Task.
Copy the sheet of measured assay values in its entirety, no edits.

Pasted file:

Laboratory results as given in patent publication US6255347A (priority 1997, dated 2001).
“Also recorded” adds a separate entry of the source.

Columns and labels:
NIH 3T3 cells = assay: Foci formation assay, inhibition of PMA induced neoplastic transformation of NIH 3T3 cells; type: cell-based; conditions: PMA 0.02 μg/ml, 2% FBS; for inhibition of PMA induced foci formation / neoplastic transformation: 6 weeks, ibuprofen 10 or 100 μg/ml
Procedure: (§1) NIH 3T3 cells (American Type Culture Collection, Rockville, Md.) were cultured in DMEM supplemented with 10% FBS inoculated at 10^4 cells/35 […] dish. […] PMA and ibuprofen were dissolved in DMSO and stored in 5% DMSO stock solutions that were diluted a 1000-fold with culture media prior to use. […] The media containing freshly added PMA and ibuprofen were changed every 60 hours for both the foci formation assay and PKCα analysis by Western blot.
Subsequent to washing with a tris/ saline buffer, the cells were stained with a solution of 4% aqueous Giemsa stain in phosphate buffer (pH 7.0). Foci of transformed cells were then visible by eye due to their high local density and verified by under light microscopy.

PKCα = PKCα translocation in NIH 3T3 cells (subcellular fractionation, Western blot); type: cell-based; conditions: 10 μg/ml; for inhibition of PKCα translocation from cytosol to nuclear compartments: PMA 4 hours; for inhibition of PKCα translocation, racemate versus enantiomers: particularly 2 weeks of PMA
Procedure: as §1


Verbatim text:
Laboratory results as given in patent publication US6255347A (priority 1997, dated 2001).
“Also recorded” adds a separate entry of the source.

Columns and labels:
NIH 3T3 cells = assay: Foci formation assay, inhibition of PMA induced neoplastic transformation of NIH 3T3 cells; type: cell-based; conditions: PMA 0.02 μg/ml, 2% FBS; for inhibition of PMA induced foci formation / neoplastic transformation: 6 weeks, ibuprofen 10 or 100 μg/ml
Procedure: (§1) NIH 3T3 cells (American Type Culture Collection, Rockville, Md.) were cultured in DMEM supplemented with 10% FBS inoculated at 10^4 cells/35 […] dish. […] PMA and ibuprofen were dissolved in DMSO and stored in 5% DMSO stock solutions that were diluted a 1000-fold with culture media prior to use. […] The media containing freshly added PMA and ibuprofen were changed every 60 hours for both the foci formation assay and PKCα analysis by Western blot.
Subsequent to washing with a tris/ saline buffer, the cells were stained with a solution of 4% aqueous Giemsa stain in phosphate buffer (pH 7.0). Foci of transformed cells were then visible by eye due to their high local density and verified by under light microscopy.

PKCα = PKCα translocation in NIH 3T3 cells (subcellular fractionation, Western blot); type: cell-based; conditions: 10 μg/ml; for inhibition of PKCα translocation from cytosol to nuclear compartments: PMA 4 hours; for inhibition of PKCα translocation, racemate versus enantiomers: particularly 2 weeks of PMA
Procedure: as §1